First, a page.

MCKINNEY, Texas – The opening game of the American Amateur Baseball Congress’s Mickey Mantle Division World Series proved to be a hard test for the area’s best 16U players, all handpicked by area high school coaches and team owner and Hall of Famer Roger Foutch. Foutch’s Strike Zone was shut out Wednesday afternoon, 8-0, by D-BAT Bonesio of Texas in five innings.
Lapeer High coach Larry Grumley, an assistant coach for Foutch’s Strike Zone, said the winners had a very talented shortstop that stood in at 6-foot-2 and has already committed to play for Texas A&M. Grumley noted that each team that qualified is guaranteed three games with the title up for grabs on Aug. 3 in Texas.
Former Lapeer East players Kyle Combs and Kevin Thompson, along with North Branch’s Mack McGough are on the Foutch team. They began play on Wednesday in the series openers with Thompson connecting on one of just three hits Foutch’s managed. Kearsley’s Jacob Lucius and Landin Mitchell had the other hits.
On Thursday in Foutch’s second game, the team was defeated, 8-2, by the Union City Lookouts of California. Grumley said McGough and Thompson both pitched in the contest and Kyle Combs had a two RBI single.
“They said it has been a great experience,” Grumley said via text Thursday night after the game. “They are a little bummed but the accomplishment of getting (to the World Series) will mean a lot someday.”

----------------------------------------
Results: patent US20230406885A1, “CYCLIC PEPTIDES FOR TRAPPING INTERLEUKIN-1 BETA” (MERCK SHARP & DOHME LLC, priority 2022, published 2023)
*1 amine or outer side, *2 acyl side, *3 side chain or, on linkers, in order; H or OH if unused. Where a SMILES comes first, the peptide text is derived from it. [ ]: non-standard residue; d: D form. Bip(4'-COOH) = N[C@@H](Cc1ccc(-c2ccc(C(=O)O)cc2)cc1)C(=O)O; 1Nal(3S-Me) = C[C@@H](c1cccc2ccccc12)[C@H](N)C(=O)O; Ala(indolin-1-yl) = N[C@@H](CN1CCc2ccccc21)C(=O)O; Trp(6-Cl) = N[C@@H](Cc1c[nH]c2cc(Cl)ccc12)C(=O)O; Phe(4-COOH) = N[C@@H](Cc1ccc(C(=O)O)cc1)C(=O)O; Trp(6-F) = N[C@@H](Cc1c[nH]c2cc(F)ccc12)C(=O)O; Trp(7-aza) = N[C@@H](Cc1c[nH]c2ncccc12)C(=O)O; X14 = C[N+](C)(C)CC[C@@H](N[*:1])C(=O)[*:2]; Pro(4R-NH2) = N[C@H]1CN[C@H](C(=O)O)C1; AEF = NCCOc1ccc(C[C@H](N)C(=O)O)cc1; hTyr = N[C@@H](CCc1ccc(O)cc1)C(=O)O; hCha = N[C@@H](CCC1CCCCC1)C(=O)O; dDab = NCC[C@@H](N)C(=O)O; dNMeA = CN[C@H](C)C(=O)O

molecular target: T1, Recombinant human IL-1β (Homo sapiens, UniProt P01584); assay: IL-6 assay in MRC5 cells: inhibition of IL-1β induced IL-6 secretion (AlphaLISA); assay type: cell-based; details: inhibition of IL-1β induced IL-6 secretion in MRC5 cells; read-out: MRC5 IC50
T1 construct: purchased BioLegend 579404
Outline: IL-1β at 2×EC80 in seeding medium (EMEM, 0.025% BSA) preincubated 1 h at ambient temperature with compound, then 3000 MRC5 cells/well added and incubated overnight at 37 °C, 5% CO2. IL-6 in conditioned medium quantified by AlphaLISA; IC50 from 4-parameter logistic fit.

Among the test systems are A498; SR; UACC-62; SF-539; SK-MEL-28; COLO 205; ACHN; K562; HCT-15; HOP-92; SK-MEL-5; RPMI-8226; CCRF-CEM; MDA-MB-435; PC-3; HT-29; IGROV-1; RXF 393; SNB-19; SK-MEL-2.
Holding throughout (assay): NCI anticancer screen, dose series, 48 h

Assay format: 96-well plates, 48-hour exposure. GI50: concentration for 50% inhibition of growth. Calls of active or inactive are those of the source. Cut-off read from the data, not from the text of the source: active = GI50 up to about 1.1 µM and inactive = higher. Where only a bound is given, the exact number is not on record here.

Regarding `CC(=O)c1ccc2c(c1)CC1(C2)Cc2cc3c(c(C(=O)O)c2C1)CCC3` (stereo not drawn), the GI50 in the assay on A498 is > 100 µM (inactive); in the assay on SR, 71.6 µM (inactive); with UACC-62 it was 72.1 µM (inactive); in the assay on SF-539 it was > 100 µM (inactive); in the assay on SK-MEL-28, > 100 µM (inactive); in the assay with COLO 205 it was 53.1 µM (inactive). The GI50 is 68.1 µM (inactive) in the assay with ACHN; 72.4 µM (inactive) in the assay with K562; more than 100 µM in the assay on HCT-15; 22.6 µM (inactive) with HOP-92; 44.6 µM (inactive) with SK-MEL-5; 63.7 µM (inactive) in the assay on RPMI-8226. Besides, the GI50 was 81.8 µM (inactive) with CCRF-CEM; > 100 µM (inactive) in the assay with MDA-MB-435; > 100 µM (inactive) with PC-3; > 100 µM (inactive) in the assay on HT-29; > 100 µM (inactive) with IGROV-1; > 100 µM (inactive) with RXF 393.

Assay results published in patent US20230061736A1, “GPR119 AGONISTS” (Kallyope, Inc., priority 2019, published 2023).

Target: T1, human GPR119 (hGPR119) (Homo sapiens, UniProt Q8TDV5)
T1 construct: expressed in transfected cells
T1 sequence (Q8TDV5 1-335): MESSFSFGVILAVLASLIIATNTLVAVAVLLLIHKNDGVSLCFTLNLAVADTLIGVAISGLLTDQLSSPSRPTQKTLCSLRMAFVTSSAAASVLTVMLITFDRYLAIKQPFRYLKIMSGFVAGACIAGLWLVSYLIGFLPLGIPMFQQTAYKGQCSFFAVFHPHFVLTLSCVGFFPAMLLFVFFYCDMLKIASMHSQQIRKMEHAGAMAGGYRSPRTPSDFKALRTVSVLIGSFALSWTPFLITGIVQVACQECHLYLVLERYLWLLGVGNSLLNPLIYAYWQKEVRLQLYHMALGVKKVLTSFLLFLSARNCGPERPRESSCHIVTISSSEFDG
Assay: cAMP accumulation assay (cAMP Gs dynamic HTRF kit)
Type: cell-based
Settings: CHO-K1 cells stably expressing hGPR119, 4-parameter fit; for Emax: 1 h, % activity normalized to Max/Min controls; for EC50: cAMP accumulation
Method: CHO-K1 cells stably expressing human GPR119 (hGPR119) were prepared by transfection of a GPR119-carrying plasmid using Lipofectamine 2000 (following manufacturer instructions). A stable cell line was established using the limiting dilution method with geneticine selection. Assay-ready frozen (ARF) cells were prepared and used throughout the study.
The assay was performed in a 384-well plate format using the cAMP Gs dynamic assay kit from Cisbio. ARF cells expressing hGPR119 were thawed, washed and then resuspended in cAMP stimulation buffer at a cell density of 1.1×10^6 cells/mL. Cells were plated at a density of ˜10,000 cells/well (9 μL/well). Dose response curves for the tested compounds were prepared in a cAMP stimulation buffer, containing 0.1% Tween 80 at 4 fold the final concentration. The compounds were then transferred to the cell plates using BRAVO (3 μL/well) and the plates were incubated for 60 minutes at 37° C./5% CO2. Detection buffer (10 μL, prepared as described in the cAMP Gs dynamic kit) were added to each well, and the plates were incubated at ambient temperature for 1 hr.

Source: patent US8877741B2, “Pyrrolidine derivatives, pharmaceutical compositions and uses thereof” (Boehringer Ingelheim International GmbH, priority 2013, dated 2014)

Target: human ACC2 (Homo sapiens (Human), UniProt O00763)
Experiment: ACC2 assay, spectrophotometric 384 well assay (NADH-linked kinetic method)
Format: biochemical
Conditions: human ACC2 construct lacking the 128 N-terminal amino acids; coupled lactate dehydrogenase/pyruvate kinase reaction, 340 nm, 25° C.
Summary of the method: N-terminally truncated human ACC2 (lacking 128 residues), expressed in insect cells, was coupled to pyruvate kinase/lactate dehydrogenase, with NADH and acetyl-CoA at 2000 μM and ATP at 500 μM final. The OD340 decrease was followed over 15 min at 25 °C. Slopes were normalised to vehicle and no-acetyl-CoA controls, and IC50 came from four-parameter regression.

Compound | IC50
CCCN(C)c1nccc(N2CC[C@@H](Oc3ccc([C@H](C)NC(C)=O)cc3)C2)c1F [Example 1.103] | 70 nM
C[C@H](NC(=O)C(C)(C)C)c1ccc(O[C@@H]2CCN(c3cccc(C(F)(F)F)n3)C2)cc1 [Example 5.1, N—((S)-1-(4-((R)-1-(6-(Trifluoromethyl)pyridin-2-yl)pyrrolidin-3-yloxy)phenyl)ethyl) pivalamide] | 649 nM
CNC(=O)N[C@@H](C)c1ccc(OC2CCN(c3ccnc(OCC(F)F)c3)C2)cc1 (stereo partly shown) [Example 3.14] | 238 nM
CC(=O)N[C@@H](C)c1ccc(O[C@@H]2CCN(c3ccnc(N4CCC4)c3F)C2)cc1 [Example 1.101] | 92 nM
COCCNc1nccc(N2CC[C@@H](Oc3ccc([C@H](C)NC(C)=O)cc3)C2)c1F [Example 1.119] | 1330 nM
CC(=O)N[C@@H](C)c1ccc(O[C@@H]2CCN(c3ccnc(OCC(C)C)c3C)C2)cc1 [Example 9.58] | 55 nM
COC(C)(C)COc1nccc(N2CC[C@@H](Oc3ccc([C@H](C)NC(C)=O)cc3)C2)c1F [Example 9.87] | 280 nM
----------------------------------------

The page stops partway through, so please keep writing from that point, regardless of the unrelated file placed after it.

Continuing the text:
Foutch, who owns Strike Zone in Flint Township, had the idea of building this 16U team this past winter and bounced it off the area high school coaches, including Grumley.
“I think it was around Christmas when Roger first brought up the idea,” Grumley said. “He was involved in area youth baseball back when I played. Flint used to be a real hotbed and his idea was to try something different to try to build it back up to its glory. We were all asked to hand pick kids from the area that maybe weren’t necessarily the best players from our teams, but just good quality kids. We picked the kids based on stability, their reputations as just good kids and their overall character.”
Grumley said the experiment appears to have paid off, and then some.
“It worked out well,” Grumley explained. “They are really close and most have either played together or know each other from playing against their teams during the high school season. Until this past week before they headed to Texas, the team had no official practice, they just worked it out amongst themselves and practiced hard. Then, they ended up winning and qualified for the World Series in just their first year. I’m pretty excited for all of them.”
“We will definitely do this again next year, but it’s going to be harder with now 50 kids to pick from,” Grumley added. “We’ve talked about possibly putting together two teams, maybe with a freshmen-level team, but we’ll just have to have more discussion and see how it all works out.”